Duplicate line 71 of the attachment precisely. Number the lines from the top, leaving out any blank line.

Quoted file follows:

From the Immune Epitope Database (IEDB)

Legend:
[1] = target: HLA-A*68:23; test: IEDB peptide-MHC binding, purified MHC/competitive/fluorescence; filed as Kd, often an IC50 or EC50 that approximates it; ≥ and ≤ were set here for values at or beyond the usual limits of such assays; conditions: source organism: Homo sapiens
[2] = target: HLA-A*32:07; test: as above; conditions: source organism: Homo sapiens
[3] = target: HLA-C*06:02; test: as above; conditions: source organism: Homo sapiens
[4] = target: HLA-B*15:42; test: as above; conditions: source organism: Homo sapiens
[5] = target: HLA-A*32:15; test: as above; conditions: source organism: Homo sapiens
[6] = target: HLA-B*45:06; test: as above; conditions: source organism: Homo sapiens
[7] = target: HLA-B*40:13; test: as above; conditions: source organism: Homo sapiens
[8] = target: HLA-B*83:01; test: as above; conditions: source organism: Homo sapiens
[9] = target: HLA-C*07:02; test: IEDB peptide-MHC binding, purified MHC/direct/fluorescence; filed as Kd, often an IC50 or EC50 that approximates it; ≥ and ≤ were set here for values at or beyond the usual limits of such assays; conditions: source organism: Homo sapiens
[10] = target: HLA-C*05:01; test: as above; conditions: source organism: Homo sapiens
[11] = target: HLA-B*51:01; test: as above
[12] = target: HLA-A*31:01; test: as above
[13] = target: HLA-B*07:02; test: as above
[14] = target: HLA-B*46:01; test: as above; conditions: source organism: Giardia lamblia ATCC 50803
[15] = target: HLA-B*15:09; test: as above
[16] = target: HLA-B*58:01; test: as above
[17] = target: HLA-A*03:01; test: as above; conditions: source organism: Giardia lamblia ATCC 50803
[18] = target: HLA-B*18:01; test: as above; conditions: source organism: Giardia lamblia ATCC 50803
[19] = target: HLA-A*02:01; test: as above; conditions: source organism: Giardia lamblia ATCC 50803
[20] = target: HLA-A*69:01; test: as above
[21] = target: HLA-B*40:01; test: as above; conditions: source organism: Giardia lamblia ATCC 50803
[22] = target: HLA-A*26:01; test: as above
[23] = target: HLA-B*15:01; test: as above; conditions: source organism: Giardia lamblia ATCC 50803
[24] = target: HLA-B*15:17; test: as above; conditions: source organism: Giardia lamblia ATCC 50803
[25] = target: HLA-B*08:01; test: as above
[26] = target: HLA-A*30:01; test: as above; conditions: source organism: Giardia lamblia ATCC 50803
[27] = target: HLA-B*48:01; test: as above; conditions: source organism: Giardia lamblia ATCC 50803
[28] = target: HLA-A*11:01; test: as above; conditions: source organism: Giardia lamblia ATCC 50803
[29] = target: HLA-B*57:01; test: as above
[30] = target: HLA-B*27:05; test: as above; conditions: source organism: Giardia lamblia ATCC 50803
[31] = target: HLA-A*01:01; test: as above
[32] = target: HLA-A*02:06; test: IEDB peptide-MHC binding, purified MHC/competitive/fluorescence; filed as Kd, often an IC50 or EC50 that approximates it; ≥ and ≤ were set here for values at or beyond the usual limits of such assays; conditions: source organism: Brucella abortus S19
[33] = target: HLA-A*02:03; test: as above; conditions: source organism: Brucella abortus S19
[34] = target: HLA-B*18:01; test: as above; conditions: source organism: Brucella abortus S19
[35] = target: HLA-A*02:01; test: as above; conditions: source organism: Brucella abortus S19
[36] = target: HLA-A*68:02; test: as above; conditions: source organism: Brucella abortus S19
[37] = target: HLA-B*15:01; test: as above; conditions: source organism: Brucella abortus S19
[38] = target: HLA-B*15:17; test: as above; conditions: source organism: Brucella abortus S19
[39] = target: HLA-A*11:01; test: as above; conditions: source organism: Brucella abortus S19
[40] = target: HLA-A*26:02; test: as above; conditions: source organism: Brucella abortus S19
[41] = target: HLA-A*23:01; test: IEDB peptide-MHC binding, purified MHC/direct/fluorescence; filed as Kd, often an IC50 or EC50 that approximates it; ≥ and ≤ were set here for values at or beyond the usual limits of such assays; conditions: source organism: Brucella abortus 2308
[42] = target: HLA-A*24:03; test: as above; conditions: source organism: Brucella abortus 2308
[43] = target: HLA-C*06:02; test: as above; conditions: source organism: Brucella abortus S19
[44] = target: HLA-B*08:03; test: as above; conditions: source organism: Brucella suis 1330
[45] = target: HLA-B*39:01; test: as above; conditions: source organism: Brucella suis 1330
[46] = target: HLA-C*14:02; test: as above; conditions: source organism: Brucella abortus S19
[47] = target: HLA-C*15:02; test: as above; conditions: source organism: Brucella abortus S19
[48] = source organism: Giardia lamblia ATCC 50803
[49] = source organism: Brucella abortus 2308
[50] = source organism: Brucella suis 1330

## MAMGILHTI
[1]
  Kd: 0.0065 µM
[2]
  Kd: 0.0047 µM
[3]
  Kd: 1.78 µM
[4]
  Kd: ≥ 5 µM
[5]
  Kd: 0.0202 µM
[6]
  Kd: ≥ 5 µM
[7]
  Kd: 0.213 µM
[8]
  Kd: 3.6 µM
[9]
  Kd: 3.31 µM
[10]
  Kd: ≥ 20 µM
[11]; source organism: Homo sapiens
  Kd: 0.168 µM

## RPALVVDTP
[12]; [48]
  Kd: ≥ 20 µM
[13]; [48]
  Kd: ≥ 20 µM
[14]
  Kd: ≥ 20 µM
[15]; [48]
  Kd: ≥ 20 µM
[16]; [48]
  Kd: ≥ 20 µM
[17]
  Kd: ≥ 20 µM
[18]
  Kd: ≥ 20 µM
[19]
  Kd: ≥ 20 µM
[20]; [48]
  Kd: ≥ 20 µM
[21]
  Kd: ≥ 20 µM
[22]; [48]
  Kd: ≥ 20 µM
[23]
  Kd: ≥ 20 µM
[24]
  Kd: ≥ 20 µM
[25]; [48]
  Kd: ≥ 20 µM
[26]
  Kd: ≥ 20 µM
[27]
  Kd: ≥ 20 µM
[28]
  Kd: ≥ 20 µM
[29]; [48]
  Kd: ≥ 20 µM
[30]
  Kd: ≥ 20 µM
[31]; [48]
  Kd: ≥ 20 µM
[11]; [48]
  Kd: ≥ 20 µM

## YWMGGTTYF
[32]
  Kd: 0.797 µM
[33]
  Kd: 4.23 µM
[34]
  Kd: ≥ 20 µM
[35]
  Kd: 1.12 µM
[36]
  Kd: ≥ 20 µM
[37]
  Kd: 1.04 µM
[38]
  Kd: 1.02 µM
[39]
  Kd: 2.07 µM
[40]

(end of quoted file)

  Kd: 3.31 µM